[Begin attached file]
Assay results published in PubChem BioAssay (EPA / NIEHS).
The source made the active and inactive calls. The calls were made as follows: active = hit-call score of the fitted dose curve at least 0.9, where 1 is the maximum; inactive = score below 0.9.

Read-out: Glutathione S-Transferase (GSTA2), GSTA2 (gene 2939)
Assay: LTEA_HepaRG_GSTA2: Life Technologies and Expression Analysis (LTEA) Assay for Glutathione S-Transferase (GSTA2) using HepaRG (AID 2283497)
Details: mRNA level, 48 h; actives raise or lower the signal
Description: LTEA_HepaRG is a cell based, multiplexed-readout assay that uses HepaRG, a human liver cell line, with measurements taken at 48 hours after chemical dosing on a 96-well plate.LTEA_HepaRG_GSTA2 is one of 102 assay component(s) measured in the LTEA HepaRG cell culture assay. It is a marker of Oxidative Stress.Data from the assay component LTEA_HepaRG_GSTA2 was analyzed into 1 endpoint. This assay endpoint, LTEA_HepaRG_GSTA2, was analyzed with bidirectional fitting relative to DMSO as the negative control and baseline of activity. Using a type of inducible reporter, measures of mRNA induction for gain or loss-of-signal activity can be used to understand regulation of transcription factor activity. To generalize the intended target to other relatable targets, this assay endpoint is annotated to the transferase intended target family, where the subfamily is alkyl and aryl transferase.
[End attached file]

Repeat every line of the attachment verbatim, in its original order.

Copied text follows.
Assay results published in PubChem BioAssay (EPA / NIEHS).
The source made the active and inactive calls. The calls were made as follows: active = hit-call score of the fitted dose curve at least 0.9, where 1 is the maximum; inactive = score below 0.9.

Read-out: Glutathione S-Transferase (GSTA2), GSTA2 (gene 2939)
Assay: LTEA_HepaRG_GSTA2: Life Technologies and Expression Analysis (LTEA) Assay for Glutathione S-Transferase (GSTA2) using HepaRG (AID 2283497)
Details: mRNA level, 48 h; actives raise or lower the signal
Description: LTEA_HepaRG is a cell based, multiplexed-readout assay that uses HepaRG, a human liver cell line, with measurements taken at 48 hours after chemical dosing on a 96-well plate.LTEA_HepaRG_GSTA2 is one of 102 assay component(s) measured in the LTEA HepaRG cell culture assay. It is a marker of Oxidative Stress.Data from the assay component LTEA_HepaRG_GSTA2 was analyzed into 1 endpoint. This assay endpoint, LTEA_HepaRG_GSTA2, was analyzed with bidirectional fitting relative to DMSO as the negative control and baseline of activity. Using a type of inducible reporter, measures of mRNA induction for gain or loss-of-signal activity can be used to understand regulation of transcription factor activity. To generalize the intended target to other relatable targets, this assay endpoint is annotated to the transferase intended target family, where the subfamily is alkyl and aryl transferase.